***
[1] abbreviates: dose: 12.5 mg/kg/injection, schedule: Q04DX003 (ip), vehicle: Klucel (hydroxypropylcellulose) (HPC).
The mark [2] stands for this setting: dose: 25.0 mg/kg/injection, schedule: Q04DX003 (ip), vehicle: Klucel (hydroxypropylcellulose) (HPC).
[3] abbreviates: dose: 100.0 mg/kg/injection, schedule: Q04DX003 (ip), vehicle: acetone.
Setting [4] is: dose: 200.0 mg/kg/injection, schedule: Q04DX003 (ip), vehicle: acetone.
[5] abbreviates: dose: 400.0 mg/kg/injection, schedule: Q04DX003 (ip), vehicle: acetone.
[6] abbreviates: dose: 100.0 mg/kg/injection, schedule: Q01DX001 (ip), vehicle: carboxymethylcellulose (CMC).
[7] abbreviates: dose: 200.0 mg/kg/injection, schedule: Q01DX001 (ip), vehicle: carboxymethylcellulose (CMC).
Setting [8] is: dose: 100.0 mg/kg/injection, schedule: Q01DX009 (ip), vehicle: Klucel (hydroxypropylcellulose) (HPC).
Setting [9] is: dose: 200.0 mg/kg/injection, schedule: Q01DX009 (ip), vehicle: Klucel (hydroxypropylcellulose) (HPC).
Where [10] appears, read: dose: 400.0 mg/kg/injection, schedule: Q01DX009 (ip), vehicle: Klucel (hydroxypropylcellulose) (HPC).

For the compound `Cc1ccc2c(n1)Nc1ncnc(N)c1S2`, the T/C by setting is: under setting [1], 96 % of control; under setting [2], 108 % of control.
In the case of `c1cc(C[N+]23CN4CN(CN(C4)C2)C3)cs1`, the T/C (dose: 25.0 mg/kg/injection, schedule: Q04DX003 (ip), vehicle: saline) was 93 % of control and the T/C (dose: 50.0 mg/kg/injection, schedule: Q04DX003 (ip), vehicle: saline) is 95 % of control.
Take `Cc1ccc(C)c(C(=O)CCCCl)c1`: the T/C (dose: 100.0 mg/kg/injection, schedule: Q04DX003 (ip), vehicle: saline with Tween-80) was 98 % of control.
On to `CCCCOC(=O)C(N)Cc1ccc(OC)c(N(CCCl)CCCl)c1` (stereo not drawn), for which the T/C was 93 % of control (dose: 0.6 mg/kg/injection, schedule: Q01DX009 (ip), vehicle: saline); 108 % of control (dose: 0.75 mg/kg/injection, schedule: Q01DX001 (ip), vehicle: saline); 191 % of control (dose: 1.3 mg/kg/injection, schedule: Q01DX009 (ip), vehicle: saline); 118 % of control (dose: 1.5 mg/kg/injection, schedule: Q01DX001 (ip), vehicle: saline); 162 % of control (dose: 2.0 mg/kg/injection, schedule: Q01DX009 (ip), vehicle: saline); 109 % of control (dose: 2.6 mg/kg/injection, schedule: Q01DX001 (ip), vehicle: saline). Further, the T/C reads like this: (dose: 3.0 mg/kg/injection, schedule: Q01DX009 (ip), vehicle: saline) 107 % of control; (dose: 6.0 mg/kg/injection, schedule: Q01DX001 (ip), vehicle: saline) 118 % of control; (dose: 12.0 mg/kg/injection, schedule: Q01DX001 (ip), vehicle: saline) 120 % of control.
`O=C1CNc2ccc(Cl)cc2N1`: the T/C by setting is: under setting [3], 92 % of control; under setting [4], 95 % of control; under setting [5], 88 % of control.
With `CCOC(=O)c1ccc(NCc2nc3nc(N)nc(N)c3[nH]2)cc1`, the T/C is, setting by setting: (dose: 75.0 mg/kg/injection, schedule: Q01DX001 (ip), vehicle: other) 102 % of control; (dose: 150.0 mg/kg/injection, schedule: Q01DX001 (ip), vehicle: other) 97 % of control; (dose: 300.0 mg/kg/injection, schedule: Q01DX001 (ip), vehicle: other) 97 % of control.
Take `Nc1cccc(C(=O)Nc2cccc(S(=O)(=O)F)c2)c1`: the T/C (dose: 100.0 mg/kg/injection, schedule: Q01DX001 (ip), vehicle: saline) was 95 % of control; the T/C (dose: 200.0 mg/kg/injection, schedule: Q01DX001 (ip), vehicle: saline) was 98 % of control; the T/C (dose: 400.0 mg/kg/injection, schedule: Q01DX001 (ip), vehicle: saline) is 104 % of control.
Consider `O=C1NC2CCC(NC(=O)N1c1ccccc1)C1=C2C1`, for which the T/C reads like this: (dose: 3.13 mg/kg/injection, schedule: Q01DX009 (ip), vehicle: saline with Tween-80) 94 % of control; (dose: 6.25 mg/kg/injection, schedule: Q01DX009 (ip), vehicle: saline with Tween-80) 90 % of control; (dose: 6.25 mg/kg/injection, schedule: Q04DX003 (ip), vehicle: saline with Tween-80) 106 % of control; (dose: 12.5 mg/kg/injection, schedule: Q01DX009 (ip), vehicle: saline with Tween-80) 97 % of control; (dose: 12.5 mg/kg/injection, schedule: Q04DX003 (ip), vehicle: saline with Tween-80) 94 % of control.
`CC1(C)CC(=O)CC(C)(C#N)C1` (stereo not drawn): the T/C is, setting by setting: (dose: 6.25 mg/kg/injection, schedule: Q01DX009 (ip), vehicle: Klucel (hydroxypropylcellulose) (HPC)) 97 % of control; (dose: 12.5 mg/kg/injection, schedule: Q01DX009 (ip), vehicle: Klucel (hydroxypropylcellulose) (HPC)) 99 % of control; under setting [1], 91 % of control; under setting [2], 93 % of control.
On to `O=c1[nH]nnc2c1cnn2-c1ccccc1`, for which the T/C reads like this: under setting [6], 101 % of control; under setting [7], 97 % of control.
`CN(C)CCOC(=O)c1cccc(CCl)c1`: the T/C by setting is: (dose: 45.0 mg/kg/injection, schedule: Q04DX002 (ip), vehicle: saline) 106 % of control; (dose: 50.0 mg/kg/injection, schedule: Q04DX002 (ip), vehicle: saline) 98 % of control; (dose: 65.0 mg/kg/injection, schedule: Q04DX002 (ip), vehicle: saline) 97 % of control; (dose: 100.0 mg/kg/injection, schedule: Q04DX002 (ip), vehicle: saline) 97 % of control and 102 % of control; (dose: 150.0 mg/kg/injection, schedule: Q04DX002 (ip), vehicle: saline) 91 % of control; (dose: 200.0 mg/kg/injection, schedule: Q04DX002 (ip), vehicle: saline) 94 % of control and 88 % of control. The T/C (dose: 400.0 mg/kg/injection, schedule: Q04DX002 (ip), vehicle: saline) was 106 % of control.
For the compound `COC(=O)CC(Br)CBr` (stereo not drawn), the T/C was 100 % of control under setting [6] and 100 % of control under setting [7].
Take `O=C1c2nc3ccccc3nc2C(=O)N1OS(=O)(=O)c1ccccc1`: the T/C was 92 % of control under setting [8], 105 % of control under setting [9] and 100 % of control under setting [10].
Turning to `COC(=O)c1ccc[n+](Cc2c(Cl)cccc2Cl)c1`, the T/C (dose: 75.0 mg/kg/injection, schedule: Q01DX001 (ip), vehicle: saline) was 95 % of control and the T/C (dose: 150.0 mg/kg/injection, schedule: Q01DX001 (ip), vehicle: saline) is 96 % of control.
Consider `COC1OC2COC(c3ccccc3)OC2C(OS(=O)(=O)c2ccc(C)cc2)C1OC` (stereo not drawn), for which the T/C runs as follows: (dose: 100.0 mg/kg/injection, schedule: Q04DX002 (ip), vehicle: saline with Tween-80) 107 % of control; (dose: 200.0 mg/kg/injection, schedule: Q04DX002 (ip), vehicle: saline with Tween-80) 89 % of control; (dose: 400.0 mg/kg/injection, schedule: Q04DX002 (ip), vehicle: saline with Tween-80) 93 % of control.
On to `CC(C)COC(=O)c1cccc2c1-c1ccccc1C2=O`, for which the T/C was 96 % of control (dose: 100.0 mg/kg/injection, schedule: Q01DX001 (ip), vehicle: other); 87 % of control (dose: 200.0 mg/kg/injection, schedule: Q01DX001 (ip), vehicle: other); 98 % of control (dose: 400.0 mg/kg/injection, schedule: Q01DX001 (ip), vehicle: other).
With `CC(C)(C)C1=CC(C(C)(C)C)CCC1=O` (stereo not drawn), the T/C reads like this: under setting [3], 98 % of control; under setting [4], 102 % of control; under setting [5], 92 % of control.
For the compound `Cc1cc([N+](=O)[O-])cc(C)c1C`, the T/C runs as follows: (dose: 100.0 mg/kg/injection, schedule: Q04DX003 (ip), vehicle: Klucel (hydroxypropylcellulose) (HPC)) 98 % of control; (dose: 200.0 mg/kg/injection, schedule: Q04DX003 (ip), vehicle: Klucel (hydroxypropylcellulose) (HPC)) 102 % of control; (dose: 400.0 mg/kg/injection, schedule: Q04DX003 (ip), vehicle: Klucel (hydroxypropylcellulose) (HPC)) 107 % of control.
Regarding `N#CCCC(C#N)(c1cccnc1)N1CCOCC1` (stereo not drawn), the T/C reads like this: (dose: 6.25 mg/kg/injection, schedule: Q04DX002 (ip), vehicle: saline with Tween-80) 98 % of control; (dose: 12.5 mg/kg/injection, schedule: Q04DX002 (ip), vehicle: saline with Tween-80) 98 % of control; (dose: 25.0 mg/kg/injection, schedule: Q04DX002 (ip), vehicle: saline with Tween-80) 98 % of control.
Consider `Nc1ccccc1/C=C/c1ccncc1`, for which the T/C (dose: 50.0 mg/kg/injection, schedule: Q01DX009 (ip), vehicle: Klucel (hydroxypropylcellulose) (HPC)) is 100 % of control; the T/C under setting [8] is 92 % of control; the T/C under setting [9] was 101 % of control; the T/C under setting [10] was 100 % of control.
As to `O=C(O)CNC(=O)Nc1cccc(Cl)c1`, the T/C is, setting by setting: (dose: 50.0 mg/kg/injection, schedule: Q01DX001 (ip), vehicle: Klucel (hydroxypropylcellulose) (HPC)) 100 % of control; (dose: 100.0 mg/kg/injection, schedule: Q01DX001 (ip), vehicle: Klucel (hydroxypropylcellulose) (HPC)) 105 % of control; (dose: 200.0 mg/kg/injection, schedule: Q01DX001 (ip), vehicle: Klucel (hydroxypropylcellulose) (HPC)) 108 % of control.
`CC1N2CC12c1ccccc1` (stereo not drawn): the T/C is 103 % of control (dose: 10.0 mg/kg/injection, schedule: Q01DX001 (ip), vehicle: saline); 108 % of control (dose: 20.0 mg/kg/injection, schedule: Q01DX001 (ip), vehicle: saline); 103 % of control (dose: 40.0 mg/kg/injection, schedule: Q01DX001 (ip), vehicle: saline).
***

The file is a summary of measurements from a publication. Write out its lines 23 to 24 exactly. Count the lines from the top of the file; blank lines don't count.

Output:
Take `O=C1c2nc3ccccc3nc2C(=O)N1OS(=O)(=O)c1ccccc1`: the T/C was 92 % of control under setting [8], 105 % of control under setting [9] and 100 % of control under setting [10].
Turning to `COC(=O)c1ccc[n+](Cc2c(Cl)cccc2Cl)c1`, the T/C (dose: 75.0 mg/kg/injection, schedule: Q01DX001 (ip), vehicle: saline) was 95 % of control and the T/C (dose: 150.0 mg/kg/injection, schedule: Q01DX001 (ip), vehicle: saline) is 96 % of control.